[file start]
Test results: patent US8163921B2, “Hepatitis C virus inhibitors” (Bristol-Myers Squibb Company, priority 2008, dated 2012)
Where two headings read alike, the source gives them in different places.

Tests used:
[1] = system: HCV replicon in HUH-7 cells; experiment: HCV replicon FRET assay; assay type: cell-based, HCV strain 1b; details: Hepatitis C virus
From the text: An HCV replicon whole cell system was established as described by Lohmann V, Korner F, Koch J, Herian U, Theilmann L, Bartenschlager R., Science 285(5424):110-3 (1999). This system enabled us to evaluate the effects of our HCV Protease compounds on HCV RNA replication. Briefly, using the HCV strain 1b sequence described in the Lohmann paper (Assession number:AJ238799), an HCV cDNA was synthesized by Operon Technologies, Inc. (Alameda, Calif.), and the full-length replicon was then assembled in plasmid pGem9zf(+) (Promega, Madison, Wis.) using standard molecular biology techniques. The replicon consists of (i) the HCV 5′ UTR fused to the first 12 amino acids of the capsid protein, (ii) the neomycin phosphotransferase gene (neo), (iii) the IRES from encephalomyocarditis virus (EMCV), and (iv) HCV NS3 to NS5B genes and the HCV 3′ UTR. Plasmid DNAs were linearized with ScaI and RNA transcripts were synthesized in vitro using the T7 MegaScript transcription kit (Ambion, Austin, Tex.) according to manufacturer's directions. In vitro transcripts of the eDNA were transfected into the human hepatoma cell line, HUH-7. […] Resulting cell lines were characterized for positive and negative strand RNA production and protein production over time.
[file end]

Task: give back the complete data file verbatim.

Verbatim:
Test results: patent US8163921B2, “Hepatitis C virus inhibitors” (Bristol-Myers Squibb Company, priority 2008, dated 2012)
Where two headings read alike, the source gives them in different places.

Tests used:
[1] = system: HCV replicon in HUH-7 cells; experiment: HCV replicon FRET assay; assay type: cell-based, HCV strain 1b; details: Hepatitis C virus
From the text: An HCV replicon whole cell system was established as described by Lohmann V, Korner F, Koch J, Herian U, Theilmann L, Bartenschlager R., Science 285(5424):110-3 (1999). This system enabled us to evaluate the effects of our HCV Protease compounds on HCV RNA replication. Briefly, using the HCV strain 1b sequence described in the Lohmann paper (Assession number:AJ238799), an HCV cDNA was synthesized by Operon Technologies, Inc. (Alameda, Calif.), and the full-length replicon was then assembled in plasmid pGem9zf(+) (Promega, Madison, Wis.) using standard molecular biology techniques. The replicon consists of (i) the HCV 5′ UTR fused to the first 12 amino acids of the capsid protein, (ii) the neomycin phosphotransferase gene (neo), (iii) the IRES from encephalomyocarditis virus (EMCV), and (iv) HCV NS3 to NS5B genes and the HCV 3′ UTR. Plasmid DNAs were linearized with ScaI and RNA transcripts were synthesized in vitro using the T7 MegaScript transcription kit (Ambion, Austin, Tex.) according to manufacturer's directions. In vitro transcripts of the eDNA were transfected into the human hepatoma cell line, HUH-7. […] Resulting cell lines were characterized for positive and negative strand RNA production and protein production over time.